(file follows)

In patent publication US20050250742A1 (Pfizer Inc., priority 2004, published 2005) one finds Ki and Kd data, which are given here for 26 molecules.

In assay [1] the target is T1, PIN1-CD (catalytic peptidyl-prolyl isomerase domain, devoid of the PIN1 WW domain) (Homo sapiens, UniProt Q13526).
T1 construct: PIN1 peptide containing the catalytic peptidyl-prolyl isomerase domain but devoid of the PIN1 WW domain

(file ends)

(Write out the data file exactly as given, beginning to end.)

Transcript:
In patent publication US20050250742A1 (Pfizer Inc., priority 2004, published 2005) one finds Ki and Kd data, which are given here for 26 molecules.

In assay [1] the target is T1, PIN1-CD (catalytic peptidyl-prolyl isomerase domain, devoid of the PIN1 WW domain) (Homo sapiens, UniProt Q13526).
T1 construct: PIN1 peptide containing the catalytic peptidyl-prolyl isomerase domain but devoid of the PIN1 WW domain